Thank you to everyone who responded.  Especially Hank - the above post meant the most to me.  I posted in a frantic, manic, stressed, crazed state.  I've been friends with my fiance for about 15 years, and he's been part of my family for nearly that long.  Normally he is VERY helpful and supportive.  Just earlier this year I had to have several procedures done on my back and he worked many extra hours in advance just to make sure he could take those days off to bring me to each of my appts, take me home, and take care of me for the rest of each day.  The big problem we have is that he works in politics and has "busy seasons."  Unfortunately, there are times when the busy season lasts longer than it should (do to complications) and now happens to be one of those times.  I understood the 6wks where he was basically not around and working late every single day.  During those times I am willing to pick up the slack and do the extra work at home, and he always does the same for me.  The kitten came during this time.  95% of the year he participates at home, he cleans, he does laundry, runs any errands I ask of him, etc and life is good.  He's not as bad as I, unknowingly, made him sound.  We have a very balanced and wonderful relationship.  It's just that he's wrapped up in this big mess at work and I've got A LOT of added crap right now.  It's usually just the errands, cooking, cleaning, laundry, and cats... I can manage life.  This time around I've also got the kitten and the wedding and a family problem and trying to figure out/cope with the narcolepsy.  Needless to say, I'm pretty freakin stressed right now.  The work thing is out of his control and he's still the low man on the totem pole, so he's basically screwed and has to deal with this.  It's not fair to him, it's not fair to me, and it really just sucks.  I don't think he's had a chance to process the narcolepsy any more than I have - but he's not the one living with it, and some of my symptoms have been getting worse.  I just need for him to understand and have some sympathy.  I can't exactly have this conversation with him when he gets home at 1am and has to be back out at 7am, and then we repeat the same the next day.  I need for this work problem to be over so he and I can figure this out together.  There is no doubt of my love for him nor of his for me and I would never hesitate to marry him.  Not before narcolepsy and not after.  He is truly the love of my life and greater than any man I could have dreamed up.  We have a wonderful partnership but there's just a lot on our plates right now and the interference from his job makes it that much harder.  Right now, much as Hank said above, I'm just starting to buckle under the pressure.  I know that eventually these problems will pass, and I'm waiting for that time.  Thank you all for the advice and support!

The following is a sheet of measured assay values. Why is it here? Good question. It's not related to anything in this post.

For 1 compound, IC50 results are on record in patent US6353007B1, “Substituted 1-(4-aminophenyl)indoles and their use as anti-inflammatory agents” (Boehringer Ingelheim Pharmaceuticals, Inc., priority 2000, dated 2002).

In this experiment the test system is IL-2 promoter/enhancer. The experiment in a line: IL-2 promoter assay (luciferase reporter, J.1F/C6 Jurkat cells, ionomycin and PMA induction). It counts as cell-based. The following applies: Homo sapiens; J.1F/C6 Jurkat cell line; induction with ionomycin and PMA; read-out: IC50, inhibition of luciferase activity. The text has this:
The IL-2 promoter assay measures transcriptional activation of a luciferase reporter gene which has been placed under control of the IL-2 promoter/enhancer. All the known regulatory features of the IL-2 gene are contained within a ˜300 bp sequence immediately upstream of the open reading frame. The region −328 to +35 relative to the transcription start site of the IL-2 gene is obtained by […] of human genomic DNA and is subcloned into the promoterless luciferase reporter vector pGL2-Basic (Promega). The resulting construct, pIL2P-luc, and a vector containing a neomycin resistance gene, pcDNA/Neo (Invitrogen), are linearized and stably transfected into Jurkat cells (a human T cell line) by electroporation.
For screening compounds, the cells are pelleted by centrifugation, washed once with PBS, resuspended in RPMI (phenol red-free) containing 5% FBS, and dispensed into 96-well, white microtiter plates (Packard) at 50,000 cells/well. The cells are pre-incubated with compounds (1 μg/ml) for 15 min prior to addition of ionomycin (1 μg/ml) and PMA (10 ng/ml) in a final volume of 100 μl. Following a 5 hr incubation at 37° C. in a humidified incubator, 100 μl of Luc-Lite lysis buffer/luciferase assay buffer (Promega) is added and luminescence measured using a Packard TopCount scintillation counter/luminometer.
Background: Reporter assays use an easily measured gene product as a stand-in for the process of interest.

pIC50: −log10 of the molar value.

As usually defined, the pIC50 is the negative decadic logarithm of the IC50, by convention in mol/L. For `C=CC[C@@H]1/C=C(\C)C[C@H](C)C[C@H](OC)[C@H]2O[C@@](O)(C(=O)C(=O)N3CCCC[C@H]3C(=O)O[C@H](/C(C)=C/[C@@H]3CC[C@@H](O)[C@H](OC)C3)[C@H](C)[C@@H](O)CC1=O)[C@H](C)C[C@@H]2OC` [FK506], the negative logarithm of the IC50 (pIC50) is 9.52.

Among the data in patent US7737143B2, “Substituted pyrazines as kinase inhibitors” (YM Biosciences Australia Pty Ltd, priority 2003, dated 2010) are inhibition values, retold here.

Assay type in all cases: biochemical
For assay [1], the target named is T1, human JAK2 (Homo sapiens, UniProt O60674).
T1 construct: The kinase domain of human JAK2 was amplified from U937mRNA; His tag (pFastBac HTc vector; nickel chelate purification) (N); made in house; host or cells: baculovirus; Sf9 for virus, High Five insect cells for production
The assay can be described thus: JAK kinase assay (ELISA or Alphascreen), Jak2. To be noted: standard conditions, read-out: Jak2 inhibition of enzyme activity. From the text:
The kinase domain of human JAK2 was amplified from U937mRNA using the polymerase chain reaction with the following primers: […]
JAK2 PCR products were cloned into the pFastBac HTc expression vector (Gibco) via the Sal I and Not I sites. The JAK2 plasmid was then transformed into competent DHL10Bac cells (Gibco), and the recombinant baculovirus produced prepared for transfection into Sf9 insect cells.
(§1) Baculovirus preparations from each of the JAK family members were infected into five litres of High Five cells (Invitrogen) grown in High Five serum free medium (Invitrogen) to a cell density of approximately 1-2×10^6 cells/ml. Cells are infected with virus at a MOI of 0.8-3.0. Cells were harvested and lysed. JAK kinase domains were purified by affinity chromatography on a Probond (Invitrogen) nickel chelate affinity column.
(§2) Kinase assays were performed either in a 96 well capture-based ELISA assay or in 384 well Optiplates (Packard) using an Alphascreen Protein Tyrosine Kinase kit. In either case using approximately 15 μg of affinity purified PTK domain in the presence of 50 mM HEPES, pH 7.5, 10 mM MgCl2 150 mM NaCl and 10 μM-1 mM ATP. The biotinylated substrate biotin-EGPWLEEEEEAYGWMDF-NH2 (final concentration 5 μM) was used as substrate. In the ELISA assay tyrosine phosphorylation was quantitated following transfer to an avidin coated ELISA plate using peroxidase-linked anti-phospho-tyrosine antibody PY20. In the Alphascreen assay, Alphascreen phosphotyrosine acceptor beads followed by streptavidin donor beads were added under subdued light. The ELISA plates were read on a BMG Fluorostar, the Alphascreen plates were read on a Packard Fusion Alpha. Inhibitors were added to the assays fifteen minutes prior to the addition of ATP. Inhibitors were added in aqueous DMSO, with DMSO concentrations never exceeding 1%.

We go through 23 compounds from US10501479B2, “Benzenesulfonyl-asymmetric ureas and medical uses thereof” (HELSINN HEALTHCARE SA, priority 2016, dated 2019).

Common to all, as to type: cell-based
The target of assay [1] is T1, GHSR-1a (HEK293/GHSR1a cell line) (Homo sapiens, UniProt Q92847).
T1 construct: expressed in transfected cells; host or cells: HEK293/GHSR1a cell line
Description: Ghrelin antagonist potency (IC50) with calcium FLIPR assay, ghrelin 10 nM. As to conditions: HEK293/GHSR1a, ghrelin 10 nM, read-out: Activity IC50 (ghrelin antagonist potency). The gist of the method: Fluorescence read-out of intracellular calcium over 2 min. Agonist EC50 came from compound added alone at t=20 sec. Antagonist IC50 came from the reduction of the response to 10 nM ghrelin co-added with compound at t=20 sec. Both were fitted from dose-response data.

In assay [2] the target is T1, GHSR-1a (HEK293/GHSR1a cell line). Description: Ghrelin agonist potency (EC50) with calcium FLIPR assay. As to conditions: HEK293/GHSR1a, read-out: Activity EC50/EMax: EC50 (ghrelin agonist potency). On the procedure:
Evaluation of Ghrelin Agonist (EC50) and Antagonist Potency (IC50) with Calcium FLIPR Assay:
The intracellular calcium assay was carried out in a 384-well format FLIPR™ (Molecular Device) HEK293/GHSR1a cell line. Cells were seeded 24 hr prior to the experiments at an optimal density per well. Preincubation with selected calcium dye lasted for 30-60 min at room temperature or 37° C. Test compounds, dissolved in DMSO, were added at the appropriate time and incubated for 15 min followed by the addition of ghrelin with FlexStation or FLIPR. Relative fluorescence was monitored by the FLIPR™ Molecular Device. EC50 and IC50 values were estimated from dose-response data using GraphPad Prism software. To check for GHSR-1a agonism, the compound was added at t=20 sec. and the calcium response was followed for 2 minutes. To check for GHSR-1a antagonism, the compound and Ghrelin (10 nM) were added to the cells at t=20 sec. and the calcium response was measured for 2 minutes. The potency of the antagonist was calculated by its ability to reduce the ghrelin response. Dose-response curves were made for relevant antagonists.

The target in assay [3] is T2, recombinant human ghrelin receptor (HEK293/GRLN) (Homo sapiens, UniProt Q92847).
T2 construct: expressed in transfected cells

#24 DeathRabbit

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Posted 31 July 2013 - 04:50 PM

Well I hope you guys reach an accord. I forget who said it, but someone once said "It's a whole lot easier to argue with people that you hate than people that you love."



#25 Hank

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Posted 31 July 2013 - 05:23 PM

That sounds a bit more like it. I was picturing a sleeveless t-shirt, empty beer cans and a Lazy-boy from your first post.

It is good that you have found a safe place to vent your frustrations.

As you enter your marriage- I will give you some unsolicited advice.

NEVER say anything like your initial post to family or friends. They will not forget what you have said long after you have blown off your steam.

Unfortunately, my relationship with my wife's family has been destroyed by my wife doing just that over months while I was going through medication adjustments and diagnosis. She used her mother to vent her troubles and her mother sent out "prayer requests" about me.

Since I knew my mother in law was a gossip, my wife agreed to share nothing about my medical stuff which dragged on for a year. While my wife share nothing medical, she did not hold back othewise.

On evenings when I could bearly function, I stayed at the gym for a few hours after work because I was so miserable to be around. My wife's mother and her aunt decided that I was having an affair and confronted my wife with their decision. My wife told them I was not but the damage was done. There were other things, of course, but that was the icing on the cake. There has never been apology and some members of my wife's family continued "praying" for my adultery while I was adjusting to medications and coming to terms with my diagnosis. She actually called our neighbor to find out when my car pulled in the driveway. This put a rediculous strain on our family during an already difficult time. We changed the locks to our home and she no longer has a key.